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Year-in-Review from a Small Business Owner


In January of 2021, I took a much-needed mental health vacation wherein true “treat yourself” fashion I drove a mustang convertible and spent about 90% of my time in sunglasses. 2020 was one of the hardest years I faced on a personal level, and I (alongside the rest of the world) breathed a sigh of relief when the clock officially struck midnight on the year that none of us will ever forget.

My way of coping with the year was taking that vacation. It was a marvelous trip that allowed me some mental space and clarity for making big and audacious goals for myself and my business (Her First $100K) in 2021. I knew I was planning to grow, launch a podcast, and maybe sign a book deal –– but I could have never truly planned how much my life and business would change in this landmark year.

2021 blew my dreams out of the water –– not only did my business grow, it doubled my expectations. I brought on several new team members, and we’re currently in the process of bringing on three more.

My podcast, the Financial Feminist, shot to the top of the charts, beating heavyweights like Joe Rogan, Call Her Daddy, The NPR Money podcast, and Dave Ramsey. In season one alone, with only 12 episodes, we’ve shared the podcast with over 2.2 million listeners. My original goal was to make it into the top 50 business podcasts. We made it all the way to #1.

As you can imagine, almost every metric from social media followers to email subscriptions looked like Zoom stock last spring –– building to an online audience across platforms of two million people.

Oh yeah, I also signed a book deal with Harper Collins in April.

As I look back on the absolutely wild ride that was this year, I get teary. More than teary, really. I’ve broken down into a complete sobbing mess this year multiple times over the success of my business, my podcast, my team, and so much more. I get emotional as I listen to the stories of women whose lives are changed forever.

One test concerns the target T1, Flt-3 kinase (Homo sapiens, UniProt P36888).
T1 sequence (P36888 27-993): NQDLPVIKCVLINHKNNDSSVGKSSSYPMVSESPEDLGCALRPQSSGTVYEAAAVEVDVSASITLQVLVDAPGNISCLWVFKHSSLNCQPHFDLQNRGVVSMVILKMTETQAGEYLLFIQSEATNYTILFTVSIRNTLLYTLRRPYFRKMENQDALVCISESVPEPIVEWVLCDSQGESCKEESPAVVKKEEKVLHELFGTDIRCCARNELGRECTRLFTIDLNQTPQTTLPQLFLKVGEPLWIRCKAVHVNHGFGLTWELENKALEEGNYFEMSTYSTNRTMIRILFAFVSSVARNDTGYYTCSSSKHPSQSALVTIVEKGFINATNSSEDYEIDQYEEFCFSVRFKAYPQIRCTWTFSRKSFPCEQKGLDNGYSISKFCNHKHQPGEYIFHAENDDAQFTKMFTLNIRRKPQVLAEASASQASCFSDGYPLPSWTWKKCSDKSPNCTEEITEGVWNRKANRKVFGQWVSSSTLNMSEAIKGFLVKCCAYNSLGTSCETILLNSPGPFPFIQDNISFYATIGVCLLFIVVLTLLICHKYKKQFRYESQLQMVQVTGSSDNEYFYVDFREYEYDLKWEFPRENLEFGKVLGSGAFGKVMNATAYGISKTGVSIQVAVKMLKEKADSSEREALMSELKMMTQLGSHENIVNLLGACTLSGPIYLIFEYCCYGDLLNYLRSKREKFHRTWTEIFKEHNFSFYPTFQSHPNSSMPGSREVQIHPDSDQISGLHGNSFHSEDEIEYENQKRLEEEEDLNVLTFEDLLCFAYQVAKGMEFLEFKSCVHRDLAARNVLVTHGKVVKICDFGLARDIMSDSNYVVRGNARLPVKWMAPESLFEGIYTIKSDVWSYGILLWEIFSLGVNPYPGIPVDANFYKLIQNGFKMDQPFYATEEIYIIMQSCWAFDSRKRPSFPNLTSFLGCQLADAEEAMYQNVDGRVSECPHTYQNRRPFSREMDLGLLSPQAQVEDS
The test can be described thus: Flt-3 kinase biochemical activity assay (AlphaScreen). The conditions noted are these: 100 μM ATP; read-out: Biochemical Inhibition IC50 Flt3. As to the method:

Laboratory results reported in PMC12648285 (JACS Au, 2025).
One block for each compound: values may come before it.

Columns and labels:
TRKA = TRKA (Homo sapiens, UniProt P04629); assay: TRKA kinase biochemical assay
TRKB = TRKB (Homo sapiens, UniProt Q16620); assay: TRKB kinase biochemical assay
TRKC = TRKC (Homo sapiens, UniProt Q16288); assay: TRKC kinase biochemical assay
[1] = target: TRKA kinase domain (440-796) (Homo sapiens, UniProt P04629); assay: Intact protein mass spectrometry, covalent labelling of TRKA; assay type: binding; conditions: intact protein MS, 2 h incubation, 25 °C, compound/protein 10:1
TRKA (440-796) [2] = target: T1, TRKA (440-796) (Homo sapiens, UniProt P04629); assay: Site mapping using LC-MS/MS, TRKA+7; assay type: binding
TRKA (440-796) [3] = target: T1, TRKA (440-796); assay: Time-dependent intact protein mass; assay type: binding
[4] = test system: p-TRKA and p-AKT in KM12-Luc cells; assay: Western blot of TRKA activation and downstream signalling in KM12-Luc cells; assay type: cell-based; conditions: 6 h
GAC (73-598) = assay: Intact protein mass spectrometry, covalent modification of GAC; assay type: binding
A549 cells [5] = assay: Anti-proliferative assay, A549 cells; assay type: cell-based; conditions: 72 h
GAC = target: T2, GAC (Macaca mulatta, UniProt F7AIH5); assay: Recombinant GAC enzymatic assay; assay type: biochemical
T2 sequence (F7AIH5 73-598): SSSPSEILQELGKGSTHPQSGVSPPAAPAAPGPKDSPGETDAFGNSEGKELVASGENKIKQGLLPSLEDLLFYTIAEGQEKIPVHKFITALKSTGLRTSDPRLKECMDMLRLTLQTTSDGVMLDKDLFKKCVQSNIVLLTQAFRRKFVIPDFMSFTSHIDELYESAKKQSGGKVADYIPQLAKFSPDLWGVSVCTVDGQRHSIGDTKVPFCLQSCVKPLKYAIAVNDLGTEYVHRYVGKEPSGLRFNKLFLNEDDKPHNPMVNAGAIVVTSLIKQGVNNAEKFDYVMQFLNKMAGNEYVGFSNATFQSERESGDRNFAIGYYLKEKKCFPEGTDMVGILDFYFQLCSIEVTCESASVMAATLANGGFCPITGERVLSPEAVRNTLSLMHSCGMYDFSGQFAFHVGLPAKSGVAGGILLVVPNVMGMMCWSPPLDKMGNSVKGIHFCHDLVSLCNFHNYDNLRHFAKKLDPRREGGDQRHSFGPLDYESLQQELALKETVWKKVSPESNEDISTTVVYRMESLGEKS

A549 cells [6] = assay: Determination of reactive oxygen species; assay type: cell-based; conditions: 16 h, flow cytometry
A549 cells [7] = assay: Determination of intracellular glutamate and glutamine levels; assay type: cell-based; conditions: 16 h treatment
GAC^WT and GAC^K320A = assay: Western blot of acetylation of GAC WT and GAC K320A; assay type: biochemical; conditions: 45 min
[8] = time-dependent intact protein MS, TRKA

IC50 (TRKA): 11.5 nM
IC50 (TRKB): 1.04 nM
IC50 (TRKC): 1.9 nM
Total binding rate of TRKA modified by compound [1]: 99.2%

Women who left abuse because they could finally afford to. Women who advocated for their worth in the workplace. Women who invested for the first time. Women who realized they didn’t need anyone else to “empower” them –– they simply had to recognize their inherent power and do the work.

In no way was this year perfect. I learned some hard lessons alongside these big wins, and the world was, and is, still in the middle of a global pandemic that is still affecting our lives and personal finances in a big way. As I look back, here’s what sticks out to me from this past year and the guidance I hope to take into 2022.

1. Dream Bigger Than You Think You Can Achieve

2021 taught me that I was playing and dreaming way too small. As I mentioned above, I hoped that my podcast would make it into the top 25, and it shattered that expectation in its first week by going #1 on the business charts and getting numerous press features.

I had the foresight to get a literary agent, and when the Harper Collins offer came, I was able to negotiate a higher advance successfully, and other additions to my contract, I wouldn’t have known were possible.

So what do I take from all of this? It’s a good idea to dream big and then ask yourself if you’ve dreamed big enough.

2. Outsource Like Your Life Depends on It

One of the big lessons I learned this year is that it’s important to have a team of people who really know their stuff. Especially when you’re doing something you’ve never done before and especially if you want it done really, really, well.

For a long time, I was the end-all-be-all for Her First $100K, and I hit burnout pretty quickly when things started to take off. I hired a few team members to help me keep track of admin and bring some freshness to the marketing strategy. When we started really blowing up on TikTok and Instagram, I hired another marketer this spring. Now, we’ve made several more hires and continue to add to our team. I also finally outsourced my payroll and other small tasks that weren’t difficult but took a lot of my very precious time.